Lencola Sullivan

Miss Arkansas | Class of 2006

Lencola Sullivan of Morrilton, Arkansas, broke many color barriers in Arkansas and became a nationally known public figure. She won four scholarship pageants from 1977 to 1980 and was the first African American to win those pageants. She was Miss Morrilton in 1977, Miss University of Central Arkansas in 1978, Miss White River in 1979, and Miss Arkansas in 1980. In September 1980, Sullivan competed in the Miss America Pageant and won the preliminary swimsuit competition. Overall, she was the fourth runner-up in the national pageant, the highest placement achieved by an African-American contestant up to that time.

Lencola Orean Sullivan was born on October 29, 1957, to Richard and Macie Sullivan of Morrilton. She was the oldest of five children. Her father was employed by Missouri Pacific Railroad, and her mother was a school teacher. Sullivan graduated from Morrilton High School in 1975 and received a Bachelor of Science in theatre arts and speech with an emphasis in broadcasting in 1980 from the University of Central Arkansas (UCA) in Conway. While at UCA, Sullivan was a member of Alpha Epsilon Rho Broadcasting Society and The Echo newspaper staff, as well as a co-anchor and reporter at KUCA-FM radio. After she graduated from UCA, Sullivan pledged Delta Sigma Theta sorority, an organization predominately made up of college-educated black women.

Sullivan won the Miss Arkansas Pageant the third time she entered. According to the Arkansas Gazette, “She wowed the audience and judges, singing W. C. Handy’s ‘St. Louis Blues,’ and became the first contestant in the history of the pageant to win both the H. S. (Boots) Coleman Talent Award and the Miss Arkansas title.”

Prior to winning the Miss Arkansas Pageant, Sullivan was employed by NBC affiliate KARK Channel 4 in Little Rock and was an assistant to news producer Deborah Mathis. While at Channel 4, Sullivan traveled to Hollywood, California, and took part in a pilot show for television produced by Dick Clark Productions, titled All Kinds of Stuff. The pilot was not put into production.

In recognition of being named Miss Arkansas, Sullivan received an Arkansas Senate citation, an Arkansas House of Representatives citation, and an Arkansas Certificate of Merit from then-Governor Bill Clinton. Though she graduated from UCA, Sullivan was made an honorary member of the University of Arkansas at Pine Bluff Alumni Association, Inc., and given a life membership certificate. She was also made an honorary citizen of Tulsa, Oklahoma, and was selected as an Outstanding Young Woman of America. Sullivan was named in Personalities of the South in 1980, Directory of Distinguished Americans in 1981, and Community Leaders of America in 1982.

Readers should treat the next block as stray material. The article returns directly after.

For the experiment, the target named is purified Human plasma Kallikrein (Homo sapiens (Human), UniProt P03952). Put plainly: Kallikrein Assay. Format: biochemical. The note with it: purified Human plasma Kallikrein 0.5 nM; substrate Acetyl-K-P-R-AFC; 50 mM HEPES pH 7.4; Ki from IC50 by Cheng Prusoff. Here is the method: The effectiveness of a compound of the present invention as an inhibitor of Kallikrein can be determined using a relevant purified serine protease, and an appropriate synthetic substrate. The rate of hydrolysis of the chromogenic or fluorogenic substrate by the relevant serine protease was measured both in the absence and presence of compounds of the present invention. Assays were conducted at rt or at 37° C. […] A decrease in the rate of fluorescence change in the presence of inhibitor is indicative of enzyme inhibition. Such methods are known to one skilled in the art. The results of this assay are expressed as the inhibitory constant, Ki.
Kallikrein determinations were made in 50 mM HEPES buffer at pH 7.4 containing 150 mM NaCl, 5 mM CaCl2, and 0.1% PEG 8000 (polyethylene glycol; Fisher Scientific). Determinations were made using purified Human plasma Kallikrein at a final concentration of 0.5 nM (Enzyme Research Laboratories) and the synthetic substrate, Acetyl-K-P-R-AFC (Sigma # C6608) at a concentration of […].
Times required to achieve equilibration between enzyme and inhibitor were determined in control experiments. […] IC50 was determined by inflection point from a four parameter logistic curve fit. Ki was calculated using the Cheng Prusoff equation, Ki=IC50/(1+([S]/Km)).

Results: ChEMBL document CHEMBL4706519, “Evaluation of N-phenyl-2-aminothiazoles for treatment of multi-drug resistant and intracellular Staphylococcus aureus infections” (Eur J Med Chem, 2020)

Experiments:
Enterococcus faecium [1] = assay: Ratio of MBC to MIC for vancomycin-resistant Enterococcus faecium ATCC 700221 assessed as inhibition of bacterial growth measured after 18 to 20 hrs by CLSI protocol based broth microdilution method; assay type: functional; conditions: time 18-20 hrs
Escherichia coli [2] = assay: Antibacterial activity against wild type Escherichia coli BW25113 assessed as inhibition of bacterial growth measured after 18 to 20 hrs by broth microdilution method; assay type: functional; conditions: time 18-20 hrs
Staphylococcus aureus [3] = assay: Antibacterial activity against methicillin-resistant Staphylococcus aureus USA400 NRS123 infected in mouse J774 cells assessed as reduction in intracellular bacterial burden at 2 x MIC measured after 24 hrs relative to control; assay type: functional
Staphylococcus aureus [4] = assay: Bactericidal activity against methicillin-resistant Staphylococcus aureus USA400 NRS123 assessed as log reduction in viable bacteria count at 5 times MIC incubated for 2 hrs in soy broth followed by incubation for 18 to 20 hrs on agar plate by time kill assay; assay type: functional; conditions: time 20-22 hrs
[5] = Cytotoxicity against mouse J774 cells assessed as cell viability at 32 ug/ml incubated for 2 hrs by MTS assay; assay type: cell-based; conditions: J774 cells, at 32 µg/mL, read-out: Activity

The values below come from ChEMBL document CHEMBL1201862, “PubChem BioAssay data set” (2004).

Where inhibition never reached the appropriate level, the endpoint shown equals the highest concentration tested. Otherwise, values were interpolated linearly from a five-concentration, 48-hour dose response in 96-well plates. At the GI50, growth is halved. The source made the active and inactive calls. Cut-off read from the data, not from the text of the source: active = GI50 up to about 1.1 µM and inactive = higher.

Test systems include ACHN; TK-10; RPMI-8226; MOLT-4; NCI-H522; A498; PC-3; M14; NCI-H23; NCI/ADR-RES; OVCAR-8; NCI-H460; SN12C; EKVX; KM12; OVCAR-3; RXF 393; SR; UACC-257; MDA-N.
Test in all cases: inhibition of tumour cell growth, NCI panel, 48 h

In 1981, Sullivan was named the Arkansas Democrat’s Woman of the Year for 1980. When told of her award, she elaborated on why she entered the Miss Arkansas Pageant the third time: “The main reason I fought so hard to win the third time was that I thought that I could do something positive for the state.” On the subject of race, Sullivan stated, “I’m representing Arkansas first of all, but I think that my experience has encouraged more black women to enter pageants.”

Winning the Miss Arkansas Pageant opened many doors for Sullivan, but it was her considerable talent in public speaking and singing that brought her to the attention of leaders of the entertainment industry and corporate world. For example, Sullivan’s close friend Stevie Wonder sang at her father’s funeral in Morrilton in 1989.

In 2002, Sullivan married Roel P. Verseveldt of The Hague in the Netherlands. She and her husband are involved in international business activities. Sullivan has served as a board member of the New York National Speakers Association and was a founding member of the Toastmasters Chapter in The Hague. She has spoken internationally on empowering women, diversity, inclusion, multiculturalism, corporate social responsibility, and leadership skills. She is a frequent lecturer at Hanze University of Applied Sciences in Groningen, Netherlands.

Sullivan had studied piano for seven years and voice and organ for one year. As a vocalist, she performed with the Lionel Hampton Orchestra, with Stevie Wonder, with Kool and the Gang, and at both of President Bill Clinton’s inaugural balls, in 1993 and 1997. She has also performed throughout the Netherlands, on Dutch National Television, and at Jazz Club 606 in London. Sullivan has also appeared on several television soap operas, in industrial films, and in many television commercials.

She resides with her husband in The Hague and has two step-daughters.

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